Opportunity Costs Candidates are required to treat one of their three patients in four-to-five-times-per-week psychoanalysis at a fee of $75 per session or less. This, along with time devoted to coursework, supervisions, personal analysis, and longer commutes, may reduce the number of hours spent earning money in other ways.


Financial Benefits of Psychoanalytic Training
More referrals for psychoanalytic psychotherapy and psychoanalysis Some candidates find that, as they integrate into a new community of like-minded colleagues, they receive more referrals for psychoanalytic psychotherapy and/or psychoanalysis than they did before seeking training.
More referrals for affiliated treatments Members of the psychoanalytic community often prefer to refer to colleagues able to maintain a psychoanalytic sensibility in the practice of affiliated services such as  therapy, family therapy, psychopharmacology, psychological testing, or medical-legal work.
More patients attending frequent treatment Some candidates find that the psychoanalytic training experience deepens their capacity to recognize new and existing patients in need of psychoanalysis and to effectively engage these patients in treatment three to five times per week. For a candidate in private practice, the natural consequence of such an evolution is that the candidate needs fewer, and less frequent, referrals to maintain a robust practice.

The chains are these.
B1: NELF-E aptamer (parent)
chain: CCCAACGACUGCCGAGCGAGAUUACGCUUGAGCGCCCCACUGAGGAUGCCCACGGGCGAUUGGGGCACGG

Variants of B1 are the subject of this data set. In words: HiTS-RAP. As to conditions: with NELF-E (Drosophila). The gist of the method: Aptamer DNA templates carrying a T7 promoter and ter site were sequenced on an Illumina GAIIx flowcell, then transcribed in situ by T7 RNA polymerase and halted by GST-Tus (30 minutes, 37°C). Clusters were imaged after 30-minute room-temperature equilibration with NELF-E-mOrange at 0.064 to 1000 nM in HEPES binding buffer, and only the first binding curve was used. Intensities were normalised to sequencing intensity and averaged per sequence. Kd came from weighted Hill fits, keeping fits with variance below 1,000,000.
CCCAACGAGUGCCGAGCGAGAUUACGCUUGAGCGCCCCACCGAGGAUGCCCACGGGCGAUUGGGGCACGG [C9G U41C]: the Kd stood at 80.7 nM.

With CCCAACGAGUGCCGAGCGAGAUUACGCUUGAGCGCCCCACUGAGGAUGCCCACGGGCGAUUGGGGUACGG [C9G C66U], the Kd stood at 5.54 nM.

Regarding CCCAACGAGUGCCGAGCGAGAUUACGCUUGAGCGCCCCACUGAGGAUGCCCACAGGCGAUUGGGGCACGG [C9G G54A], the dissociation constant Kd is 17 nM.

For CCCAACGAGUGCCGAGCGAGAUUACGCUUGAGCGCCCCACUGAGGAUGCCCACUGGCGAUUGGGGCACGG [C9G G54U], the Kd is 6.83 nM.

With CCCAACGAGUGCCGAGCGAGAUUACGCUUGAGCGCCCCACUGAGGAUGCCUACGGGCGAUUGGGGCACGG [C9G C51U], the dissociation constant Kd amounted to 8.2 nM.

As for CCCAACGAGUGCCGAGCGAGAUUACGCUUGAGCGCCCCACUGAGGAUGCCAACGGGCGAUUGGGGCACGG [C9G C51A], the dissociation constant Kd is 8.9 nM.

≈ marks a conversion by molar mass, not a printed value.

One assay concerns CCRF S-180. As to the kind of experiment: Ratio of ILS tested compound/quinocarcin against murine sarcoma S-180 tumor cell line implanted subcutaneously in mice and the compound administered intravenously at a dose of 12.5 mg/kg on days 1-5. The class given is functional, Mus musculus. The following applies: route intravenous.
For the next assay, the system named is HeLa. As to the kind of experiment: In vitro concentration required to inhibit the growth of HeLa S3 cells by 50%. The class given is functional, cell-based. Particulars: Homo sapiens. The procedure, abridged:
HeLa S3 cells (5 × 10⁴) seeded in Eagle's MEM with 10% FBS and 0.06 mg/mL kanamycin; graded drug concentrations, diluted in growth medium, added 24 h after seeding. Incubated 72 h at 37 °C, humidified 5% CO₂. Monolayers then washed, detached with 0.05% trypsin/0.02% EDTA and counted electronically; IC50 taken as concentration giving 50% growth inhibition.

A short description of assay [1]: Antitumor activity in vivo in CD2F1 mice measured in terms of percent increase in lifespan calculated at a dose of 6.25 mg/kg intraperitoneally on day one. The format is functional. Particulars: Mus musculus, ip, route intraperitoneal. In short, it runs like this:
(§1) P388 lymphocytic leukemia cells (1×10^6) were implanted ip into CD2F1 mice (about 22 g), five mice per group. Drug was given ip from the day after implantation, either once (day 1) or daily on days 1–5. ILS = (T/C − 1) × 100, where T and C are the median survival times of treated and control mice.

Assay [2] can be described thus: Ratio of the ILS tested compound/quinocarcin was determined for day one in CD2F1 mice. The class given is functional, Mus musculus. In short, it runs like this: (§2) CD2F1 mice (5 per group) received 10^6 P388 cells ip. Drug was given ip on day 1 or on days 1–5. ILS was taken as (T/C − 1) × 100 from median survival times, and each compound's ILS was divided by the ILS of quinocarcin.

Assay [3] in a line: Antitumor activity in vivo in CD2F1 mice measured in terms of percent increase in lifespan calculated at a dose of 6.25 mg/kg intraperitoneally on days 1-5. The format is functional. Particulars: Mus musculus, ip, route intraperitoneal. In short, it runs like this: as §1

Decreased time documenting and more time with patients Some candidates find that, as they work with fewer patients at greater frequency, less time is required to maintain a clinical record for each patient session. This may free more time to devote to other pursuits of their choosing. 


Can you afford psychoanalytic training?
Essential Questions
  1. Do you understand the costs and potential financial benefits of psychoanalytic training as described in the above tables?

  2. Do you have sufficient income to be able to afford the additional costs of training?

  3. If you do not have sufficient income, can you make up the deficit?

Trainees use a range of strategies for affording the additional costs of psychoanalytic training. These include carefully timing when they take on new supervisors; when they accept a low fee psychoanalytic case; and when they begin each supervision. Other strategies include budgeting differently during training or seeking supplemental sources of income through clinical or other work. Further, each candidate should explore possible tax deductions for expenditures such as personal analysis, supervision, and tuition.